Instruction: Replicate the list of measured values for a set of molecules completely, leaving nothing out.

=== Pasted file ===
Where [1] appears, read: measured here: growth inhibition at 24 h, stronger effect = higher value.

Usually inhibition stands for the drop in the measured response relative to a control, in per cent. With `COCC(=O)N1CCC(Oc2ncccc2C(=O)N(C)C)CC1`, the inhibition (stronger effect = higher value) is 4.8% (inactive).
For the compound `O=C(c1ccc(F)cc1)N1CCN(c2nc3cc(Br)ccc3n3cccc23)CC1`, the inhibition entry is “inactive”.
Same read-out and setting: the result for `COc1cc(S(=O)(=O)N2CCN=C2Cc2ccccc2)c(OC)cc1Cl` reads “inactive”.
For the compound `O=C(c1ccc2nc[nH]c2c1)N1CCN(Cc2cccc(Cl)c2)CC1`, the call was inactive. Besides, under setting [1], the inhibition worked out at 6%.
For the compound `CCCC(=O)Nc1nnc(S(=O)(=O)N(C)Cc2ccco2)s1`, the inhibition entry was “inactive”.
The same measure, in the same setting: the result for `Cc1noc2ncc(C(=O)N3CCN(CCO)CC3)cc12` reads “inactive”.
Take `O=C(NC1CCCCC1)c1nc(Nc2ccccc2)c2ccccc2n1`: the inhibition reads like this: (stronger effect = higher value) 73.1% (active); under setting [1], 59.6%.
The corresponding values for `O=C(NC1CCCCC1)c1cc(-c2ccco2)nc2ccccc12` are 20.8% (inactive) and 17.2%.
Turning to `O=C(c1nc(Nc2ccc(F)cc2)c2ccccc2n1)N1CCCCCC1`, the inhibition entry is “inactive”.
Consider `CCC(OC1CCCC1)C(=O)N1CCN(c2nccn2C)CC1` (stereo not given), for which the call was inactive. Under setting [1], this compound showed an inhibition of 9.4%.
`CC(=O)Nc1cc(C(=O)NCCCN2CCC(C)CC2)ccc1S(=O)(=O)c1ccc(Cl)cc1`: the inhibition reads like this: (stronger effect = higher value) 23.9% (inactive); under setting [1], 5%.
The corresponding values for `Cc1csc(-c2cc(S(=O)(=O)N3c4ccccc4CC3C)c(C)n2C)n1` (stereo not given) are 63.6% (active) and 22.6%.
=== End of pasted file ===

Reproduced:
Where [1] appears, read: measured here: growth inhibition at 24 h, stronger effect = higher value.

Usually inhibition stands for the drop in the measured response relative to a control, in per cent. With `COCC(=O)N1CCC(Oc2ncccc2C(=O)N(C)C)CC1`, the inhibition (stronger effect = higher value) is 4.8% (inactive).
For the compound `O=C(c1ccc(F)cc1)N1CCN(c2nc3cc(Br)ccc3n3cccc23)CC1`, the inhibition entry is “inactive”.
Same read-out and setting: the result for `COc1cc(S(=O)(=O)N2CCN=C2Cc2ccccc2)c(OC)cc1Cl` reads “inactive”.
For the compound `O=C(c1ccc2nc[nH]c2c1)N1CCN(Cc2cccc(Cl)c2)CC1`, the call was inactive. Besides, under setting [1], the inhibition worked out at 6%.
For the compound `CCCC(=O)Nc1nnc(S(=O)(=O)N(C)Cc2ccco2)s1`, the inhibition entry was “inactive”.
The same measure, in the same setting: the result for `Cc1noc2ncc(C(=O)N3CCN(CCO)CC3)cc12` reads “inactive”.
Take `O=C(NC1CCCCC1)c1nc(Nc2ccccc2)c2ccccc2n1`: the inhibition reads like this: (stronger effect = higher value) 73.1% (active); under setting [1], 59.6%.
The corresponding values for `O=C(NC1CCCCC1)c1cc(-c2ccco2)nc2ccccc12` are 20.8% (inactive) and 17.2%.
Turning to `O=C(c1nc(Nc2ccc(F)cc2)c2ccccc2n1)N1CCCCCC1`, the inhibition entry is “inactive”.
Consider `CCC(OC1CCCC1)C(=O)N1CCN(c2nccn2C)CC1` (stereo not given), for which the call was inactive. Under setting [1], this compound showed an inhibition of 9.4%.
`CC(=O)Nc1cc(C(=O)NCCCN2CCC(C)CC2)ccc1S(=O)(=O)c1ccc(Cl)cc1`: the inhibition reads like this: (stronger effect = higher value) 23.9% (inactive); under setting [1], 5%.
The corresponding values for `Cc1csc(-c2cc(S(=O)(=O)N3c4ccccc4CC3C)c(C)n2C)n1` (stereo not given) are 63.6% (active) and 22.6%.